Theatre review: Jungle Book
- Kelly Apter
- 25 May 2016
Baloo and Mowgli enter a different kind of jungle in this hip hop adaptation
Rudyard Kipling wrote the book in 1894, and a new live action film hit cinemas in 2016 – but for most people, The Jungle Book will always be synonymous with the 1968 Walt Disney animation.
If you walk into this new production by Metta Theatre expecting anything remotely Disney-esque, however, you’ll be found wanting. There are no cuddly bears telling you about the necessities of life or monkeys who want to be like you – this blend of hip hop and circus keeps it much more real.
We start on a council estate, with broken lamp posts and metal barriers, where Baloo the friendly local bin man raps his way through a clever opening narration. He introduces the characters, the location and general vibe of the place, skilfully using his broom as a mic.
As the story unfolds, it’s clear much of Kipling’s story remains intact. Mowgli, now a young girl, is separated from her family and raised by wolves (here a group of skateboarders), meets with Bagheera the panther (now a graffiti artist) and Kaa the snake (aka superb aerial and pole artist Nathalie Alison) and ultimately overcomes her fear of Shere Khan (played by krumper extraordinaire Dean Stewart).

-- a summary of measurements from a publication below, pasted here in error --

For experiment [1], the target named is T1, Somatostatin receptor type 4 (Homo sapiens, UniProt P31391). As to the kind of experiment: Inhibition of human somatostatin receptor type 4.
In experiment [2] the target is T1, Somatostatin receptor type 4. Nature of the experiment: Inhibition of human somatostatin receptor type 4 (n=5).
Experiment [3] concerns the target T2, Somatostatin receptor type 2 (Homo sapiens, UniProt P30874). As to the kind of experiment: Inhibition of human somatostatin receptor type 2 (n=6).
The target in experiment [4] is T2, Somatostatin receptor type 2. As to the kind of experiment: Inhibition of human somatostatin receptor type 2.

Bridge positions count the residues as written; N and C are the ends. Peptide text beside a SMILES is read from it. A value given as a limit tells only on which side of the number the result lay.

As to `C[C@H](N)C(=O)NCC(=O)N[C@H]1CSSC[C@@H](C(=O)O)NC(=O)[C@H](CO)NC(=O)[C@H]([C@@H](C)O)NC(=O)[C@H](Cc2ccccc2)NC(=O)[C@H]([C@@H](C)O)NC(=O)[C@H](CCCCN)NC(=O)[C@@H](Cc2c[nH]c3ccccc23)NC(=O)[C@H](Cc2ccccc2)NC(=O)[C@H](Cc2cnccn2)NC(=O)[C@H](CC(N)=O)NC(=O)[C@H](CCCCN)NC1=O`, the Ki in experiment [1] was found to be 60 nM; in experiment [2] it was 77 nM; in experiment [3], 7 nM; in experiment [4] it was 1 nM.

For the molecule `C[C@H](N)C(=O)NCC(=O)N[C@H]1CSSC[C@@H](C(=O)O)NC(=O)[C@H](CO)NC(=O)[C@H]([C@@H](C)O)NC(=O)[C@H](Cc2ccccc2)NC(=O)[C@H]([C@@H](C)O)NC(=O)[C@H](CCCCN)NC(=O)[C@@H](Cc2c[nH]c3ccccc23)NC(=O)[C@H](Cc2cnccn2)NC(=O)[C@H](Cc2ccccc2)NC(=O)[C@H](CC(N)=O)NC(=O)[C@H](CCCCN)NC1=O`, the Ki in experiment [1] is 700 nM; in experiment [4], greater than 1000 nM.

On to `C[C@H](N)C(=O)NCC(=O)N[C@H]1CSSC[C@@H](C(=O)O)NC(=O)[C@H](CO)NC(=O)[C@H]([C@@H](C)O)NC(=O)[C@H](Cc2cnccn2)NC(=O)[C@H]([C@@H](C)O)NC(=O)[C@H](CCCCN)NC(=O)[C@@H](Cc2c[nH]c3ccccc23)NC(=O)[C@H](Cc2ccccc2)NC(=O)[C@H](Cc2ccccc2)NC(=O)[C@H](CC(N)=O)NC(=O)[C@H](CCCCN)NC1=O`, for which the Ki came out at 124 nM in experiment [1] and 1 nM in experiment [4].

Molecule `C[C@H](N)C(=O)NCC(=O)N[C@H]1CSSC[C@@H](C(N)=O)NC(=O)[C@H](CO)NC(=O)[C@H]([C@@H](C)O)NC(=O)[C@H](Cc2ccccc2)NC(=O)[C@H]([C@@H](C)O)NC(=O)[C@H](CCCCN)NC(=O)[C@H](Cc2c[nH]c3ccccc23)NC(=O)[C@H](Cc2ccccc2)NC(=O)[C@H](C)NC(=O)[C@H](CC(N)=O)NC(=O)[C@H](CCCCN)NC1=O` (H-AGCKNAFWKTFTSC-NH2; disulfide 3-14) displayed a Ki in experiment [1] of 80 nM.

So there’s no shortage of new ideas in Poppy Burton-Morgan’s adaptation, and her ability to re-position a story originally inspired by Kipling’s upbringing in British colonial India, to modern-day urban life is laudable. Mowgli needs to find her place in the world, whether that be with the skateboarding wolves, the busy ‘suits’ in the city or somewhere in between – choices we can adapt to our own lives and empathise with.
The cast is energetic and tight, the aerial work polished and graceful, yet something is missing here to elevate the show from good to great. Dance routines come and go without building into anything memorable, potentially emotional situations arise but fail to move. For all its good intentions, Jungle Book does the job and no more – which given the talent on stage is a shame.